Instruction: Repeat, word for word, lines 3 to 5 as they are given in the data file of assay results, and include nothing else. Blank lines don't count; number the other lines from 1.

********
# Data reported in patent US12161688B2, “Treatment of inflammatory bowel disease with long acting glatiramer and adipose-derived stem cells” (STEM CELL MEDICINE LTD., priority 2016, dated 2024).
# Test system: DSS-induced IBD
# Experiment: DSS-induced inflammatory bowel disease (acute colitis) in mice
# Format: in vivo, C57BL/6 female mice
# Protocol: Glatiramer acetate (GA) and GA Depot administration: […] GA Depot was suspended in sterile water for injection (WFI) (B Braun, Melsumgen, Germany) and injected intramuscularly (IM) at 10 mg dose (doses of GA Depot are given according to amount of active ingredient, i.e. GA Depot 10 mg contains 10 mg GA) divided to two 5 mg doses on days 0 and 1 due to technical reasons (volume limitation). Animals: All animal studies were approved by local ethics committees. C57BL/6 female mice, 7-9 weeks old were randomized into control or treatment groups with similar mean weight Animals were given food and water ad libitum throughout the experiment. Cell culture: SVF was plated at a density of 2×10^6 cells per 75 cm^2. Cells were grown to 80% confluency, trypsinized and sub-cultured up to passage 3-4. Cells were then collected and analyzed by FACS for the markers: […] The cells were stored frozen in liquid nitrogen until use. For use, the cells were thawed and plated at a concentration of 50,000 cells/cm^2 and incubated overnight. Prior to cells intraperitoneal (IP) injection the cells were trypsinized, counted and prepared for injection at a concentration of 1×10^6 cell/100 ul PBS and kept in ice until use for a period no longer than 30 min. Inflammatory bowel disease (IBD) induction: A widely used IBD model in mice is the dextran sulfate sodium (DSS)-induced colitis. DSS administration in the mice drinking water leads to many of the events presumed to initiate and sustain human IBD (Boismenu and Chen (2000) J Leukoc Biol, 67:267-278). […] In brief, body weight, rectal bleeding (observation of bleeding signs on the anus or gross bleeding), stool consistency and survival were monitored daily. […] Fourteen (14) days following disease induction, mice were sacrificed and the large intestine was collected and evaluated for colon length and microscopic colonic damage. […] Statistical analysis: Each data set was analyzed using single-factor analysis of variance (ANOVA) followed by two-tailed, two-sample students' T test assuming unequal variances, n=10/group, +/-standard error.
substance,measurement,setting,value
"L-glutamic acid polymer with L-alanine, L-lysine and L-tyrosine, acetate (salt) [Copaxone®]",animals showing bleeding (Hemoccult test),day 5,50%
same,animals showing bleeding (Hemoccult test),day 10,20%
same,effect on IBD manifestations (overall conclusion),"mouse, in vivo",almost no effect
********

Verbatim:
# Experiment: DSS-induced inflammatory bowel disease (acute colitis) in mice
# Format: in vivo, C57BL/6 female mice
# Protocol: Glatiramer acetate (GA) and GA Depot administration: […] GA Depot was suspended in sterile water for injection (WFI) (B Braun, Melsumgen, Germany) and injected intramuscularly (IM) at 10 mg dose (doses of GA Depot are given according to amount of active ingredient, i.e. GA Depot 10 mg contains 10 mg GA) divided to two 5 mg doses on days 0 and 1 due to technical reasons (volume limitation). Animals: All animal studies were approved by local ethics committees. C57BL/6 female mice, 7-9 weeks old were randomized into control or treatment groups with similar mean weight Animals were given food and water ad libitum throughout the experiment. Cell culture: SVF was plated at a density of 2×10^6 cells per 75 cm^2. Cells were grown to 80% confluency, trypsinized and sub-cultured up to passage 3-4. Cells were then collected and analyzed by FACS for the markers: […] The cells were stored frozen in liquid nitrogen until use. For use, the cells were thawed and plated at a concentration of 50,000 cells/cm^2 and incubated overnight. Prior to cells intraperitoneal (IP) injection the cells were trypsinized, counted and prepared for injection at a concentration of 1×10^6 cell/100 ul PBS and kept in ice until use for a period no longer than 30 min. Inflammatory bowel disease (IBD) induction: A widely used IBD model in mice is the dextran sulfate sodium (DSS)-induced colitis. DSS administration in the mice drinking water leads to many of the events presumed to initiate and sustain human IBD (Boismenu and Chen (2000) J Leukoc Biol, 67:267-278). […] In brief, body weight, rectal bleeding (observation of bleeding signs on the anus or gross bleeding), stool consistency and survival were monitored daily. […] Fourteen (14) days following disease induction, mice were sacrificed and the large intestine was collected and evaluated for colon length and microscopic colonic damage. […] Statistical analysis: Each data set was analyzed using single-factor analysis of variance (ANOVA) followed by two-tailed, two-sample students' T test assuming unequal variances, n=10/group, +/-standard error.